SIX MEN ON TRIAL FOR HIGHWAY GRAFT
The New York Times
April 14, 1914
Officers of Suffolk Contracting Company and Two Engineers at Bar.
BUILT PATCHOGUE ROAD
John A. Hennessy's Chief Investigator to Testify at Riverhead To-day.
Special to The New York Times.
RIVERHEAD, L. I., April 13.—The first of the highway graft trials following indictments obtained as the result of John A. Hennessy's investigations in the Sulzer administration began here to-day before Supreme Court Justice Kapper. The Suffolk Contracting Company of Huntington and Frederick J. Kinney, Michael Scanlon, David Lynch, and John Huber, present or former officials of the company; Spencer J. Stewart, former division engineer in the State Highway Department, and Leigh Roberts, a supervising engineer, are the defendants.
The jury was finally selected at 5 P. M. Five are farmers, two liverymen, two clerks, one a tinsmith, one a carpenter, and one a boatbuilder.
District Attorney Ralph C. Greene is assisted in the prosecution by Assistant District Attorney Young, and Peter B. Smith, a special prosecutor from Brooklyn, retained by the State. Justice Kapper announced that he will hold three sessions a day, starting at 10 o'clock or earlier in the morning, and continuing until 10 o'clock at night, with intervals for luncheon and dinner. To-night's session began at 7:30 o'clock.
John A. Hennessy has not yet returned from Europe, but Joseph Curran, chief of his staff of investigators, is here, and will testify to-morrow. After the jury was selected Justice Kapper picked out four Deputy Sheriffs, who will remain with the twelve men until the trial ends.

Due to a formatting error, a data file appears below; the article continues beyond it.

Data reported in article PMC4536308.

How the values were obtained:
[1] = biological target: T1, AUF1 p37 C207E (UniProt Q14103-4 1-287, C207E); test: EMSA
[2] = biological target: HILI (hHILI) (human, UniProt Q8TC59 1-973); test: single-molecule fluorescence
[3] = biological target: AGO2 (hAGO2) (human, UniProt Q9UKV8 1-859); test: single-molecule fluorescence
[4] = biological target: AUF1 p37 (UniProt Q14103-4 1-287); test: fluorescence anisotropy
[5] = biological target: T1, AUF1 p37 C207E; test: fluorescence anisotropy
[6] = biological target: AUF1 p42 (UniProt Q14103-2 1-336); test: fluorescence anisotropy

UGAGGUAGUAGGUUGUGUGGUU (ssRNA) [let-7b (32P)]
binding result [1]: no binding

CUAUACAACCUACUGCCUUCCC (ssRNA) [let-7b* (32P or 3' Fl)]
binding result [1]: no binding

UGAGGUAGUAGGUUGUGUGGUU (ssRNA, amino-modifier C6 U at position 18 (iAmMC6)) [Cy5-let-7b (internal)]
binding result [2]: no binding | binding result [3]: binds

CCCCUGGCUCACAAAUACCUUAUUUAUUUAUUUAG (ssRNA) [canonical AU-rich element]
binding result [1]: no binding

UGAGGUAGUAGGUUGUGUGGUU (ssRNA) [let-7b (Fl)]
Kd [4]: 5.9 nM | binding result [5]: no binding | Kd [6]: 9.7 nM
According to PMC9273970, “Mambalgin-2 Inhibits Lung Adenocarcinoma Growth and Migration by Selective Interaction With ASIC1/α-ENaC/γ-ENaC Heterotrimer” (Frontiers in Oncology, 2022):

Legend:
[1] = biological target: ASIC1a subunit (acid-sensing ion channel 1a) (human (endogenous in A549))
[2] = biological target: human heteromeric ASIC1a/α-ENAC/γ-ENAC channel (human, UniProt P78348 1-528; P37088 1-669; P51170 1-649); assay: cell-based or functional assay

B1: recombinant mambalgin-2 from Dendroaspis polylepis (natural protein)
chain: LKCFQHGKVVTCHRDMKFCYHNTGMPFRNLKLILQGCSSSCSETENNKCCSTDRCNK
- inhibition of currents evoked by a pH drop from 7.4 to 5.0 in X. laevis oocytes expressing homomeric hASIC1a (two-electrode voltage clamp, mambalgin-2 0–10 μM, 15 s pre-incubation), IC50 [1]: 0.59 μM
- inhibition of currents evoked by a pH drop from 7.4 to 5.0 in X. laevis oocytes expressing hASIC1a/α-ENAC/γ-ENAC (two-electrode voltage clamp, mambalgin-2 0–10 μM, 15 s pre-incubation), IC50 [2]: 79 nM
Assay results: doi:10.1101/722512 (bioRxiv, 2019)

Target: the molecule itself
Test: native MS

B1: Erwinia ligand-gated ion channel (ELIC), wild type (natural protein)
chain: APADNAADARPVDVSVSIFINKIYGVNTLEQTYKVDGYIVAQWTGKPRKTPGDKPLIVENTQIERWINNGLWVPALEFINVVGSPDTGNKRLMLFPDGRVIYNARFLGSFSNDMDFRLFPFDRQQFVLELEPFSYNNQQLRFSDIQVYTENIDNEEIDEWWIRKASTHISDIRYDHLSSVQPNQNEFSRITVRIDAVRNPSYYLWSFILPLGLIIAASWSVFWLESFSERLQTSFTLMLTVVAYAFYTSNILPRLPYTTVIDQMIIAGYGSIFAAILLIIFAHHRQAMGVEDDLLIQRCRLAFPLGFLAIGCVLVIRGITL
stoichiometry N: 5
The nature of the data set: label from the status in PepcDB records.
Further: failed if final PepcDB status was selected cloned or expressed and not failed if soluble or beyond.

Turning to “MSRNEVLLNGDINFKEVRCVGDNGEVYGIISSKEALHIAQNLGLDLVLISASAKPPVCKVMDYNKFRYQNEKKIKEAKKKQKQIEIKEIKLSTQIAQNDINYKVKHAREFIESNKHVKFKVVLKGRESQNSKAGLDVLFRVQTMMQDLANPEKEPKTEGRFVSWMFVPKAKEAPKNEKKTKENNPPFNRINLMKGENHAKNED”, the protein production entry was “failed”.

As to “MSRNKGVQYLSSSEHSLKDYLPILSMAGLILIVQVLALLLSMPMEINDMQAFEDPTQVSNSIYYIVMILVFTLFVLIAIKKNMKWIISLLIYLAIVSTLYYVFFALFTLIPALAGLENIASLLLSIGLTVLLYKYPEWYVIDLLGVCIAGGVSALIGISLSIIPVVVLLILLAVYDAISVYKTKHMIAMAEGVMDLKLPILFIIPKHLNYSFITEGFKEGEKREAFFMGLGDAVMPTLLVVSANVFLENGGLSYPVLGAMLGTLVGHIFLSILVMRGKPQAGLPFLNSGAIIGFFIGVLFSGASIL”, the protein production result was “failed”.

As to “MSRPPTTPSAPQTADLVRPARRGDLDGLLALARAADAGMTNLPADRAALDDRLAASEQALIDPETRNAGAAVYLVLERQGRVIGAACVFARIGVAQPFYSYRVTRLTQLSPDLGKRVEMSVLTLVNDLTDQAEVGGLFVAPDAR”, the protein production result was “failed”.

When court convened this afternoon Isidore Kallert of Brooklyn, counsel for Joseph A. Boice of Long Island City, a contractor under indictment for alleged conspiracy, asked leave to withdraw the plea of not guilty and interpose a demurrer. The motion will be argued on Friday next.
Attorney Bayliss, representing the Suffolk Contracting Company, made a motion for the dismissal of the indictment against the firm for conspiracy. He claimed that, inasmuch as the company and its officials are also under indictment for grand larceny, which included the lesser indictment, his motion was a proper one. Justice Kapper, however, denied the motion. This company built the Patchogue-Coram road. Stewart was then division engineer and Roberts supervising engineer for the State.
At the opening of the night session District Attorney Greene outlined to the jury what the State would prove against the contracting company and its officers.
Mr. Green said that he would show that the work on the road was not up to the standard, and that because of the fact that insufficient screenings were placed on top of the asphalted roads huge chunks of it were torn out by automobiles and heavy trucks when they went over it.
Three or four witnesses were called to prove signatures to contracts, and then the trial went over until 10 o'clock to-morrow morning.
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